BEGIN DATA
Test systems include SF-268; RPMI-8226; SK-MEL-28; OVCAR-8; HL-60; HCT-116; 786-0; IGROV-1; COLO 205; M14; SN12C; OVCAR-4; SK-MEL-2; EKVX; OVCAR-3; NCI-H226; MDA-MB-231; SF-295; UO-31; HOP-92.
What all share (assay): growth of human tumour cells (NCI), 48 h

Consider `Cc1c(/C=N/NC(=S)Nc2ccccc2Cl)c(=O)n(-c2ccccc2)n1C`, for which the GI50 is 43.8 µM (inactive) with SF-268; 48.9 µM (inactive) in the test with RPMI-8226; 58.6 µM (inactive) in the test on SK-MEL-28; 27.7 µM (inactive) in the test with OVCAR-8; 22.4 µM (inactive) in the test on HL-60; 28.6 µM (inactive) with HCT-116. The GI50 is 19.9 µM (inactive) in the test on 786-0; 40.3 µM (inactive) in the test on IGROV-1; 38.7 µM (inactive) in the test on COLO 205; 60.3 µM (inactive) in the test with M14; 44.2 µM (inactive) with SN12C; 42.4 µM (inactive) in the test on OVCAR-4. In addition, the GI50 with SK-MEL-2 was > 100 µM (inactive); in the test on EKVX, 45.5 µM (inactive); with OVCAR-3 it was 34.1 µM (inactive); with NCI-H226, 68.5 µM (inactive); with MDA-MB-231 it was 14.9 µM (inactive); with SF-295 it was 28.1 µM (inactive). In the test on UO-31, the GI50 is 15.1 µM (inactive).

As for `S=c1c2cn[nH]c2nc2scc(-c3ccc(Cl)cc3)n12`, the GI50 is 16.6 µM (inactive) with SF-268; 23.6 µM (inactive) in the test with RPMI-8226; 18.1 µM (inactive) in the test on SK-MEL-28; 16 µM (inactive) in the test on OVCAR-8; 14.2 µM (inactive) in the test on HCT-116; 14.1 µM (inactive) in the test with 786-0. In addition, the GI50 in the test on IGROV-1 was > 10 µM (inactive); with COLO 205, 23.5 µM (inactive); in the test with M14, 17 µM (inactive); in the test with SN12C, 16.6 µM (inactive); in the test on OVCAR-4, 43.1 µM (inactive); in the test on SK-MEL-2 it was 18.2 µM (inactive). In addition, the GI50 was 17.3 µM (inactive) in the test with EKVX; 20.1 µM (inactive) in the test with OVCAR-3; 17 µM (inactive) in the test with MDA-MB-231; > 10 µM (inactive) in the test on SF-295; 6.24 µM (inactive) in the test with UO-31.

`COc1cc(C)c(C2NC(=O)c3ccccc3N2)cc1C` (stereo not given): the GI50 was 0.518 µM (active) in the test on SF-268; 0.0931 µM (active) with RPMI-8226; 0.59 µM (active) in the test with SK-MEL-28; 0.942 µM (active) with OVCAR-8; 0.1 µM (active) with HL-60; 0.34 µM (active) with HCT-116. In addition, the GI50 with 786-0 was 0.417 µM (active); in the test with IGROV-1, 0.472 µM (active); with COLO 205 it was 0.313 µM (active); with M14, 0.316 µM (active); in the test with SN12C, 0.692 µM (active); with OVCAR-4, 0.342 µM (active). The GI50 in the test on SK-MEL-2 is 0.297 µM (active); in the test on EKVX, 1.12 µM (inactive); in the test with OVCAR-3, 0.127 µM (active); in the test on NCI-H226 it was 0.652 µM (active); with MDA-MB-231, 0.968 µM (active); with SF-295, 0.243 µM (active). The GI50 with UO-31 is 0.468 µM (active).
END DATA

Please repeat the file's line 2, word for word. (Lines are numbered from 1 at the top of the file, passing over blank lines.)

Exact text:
What all share (assay): growth of human tumour cells (NCI), 48 h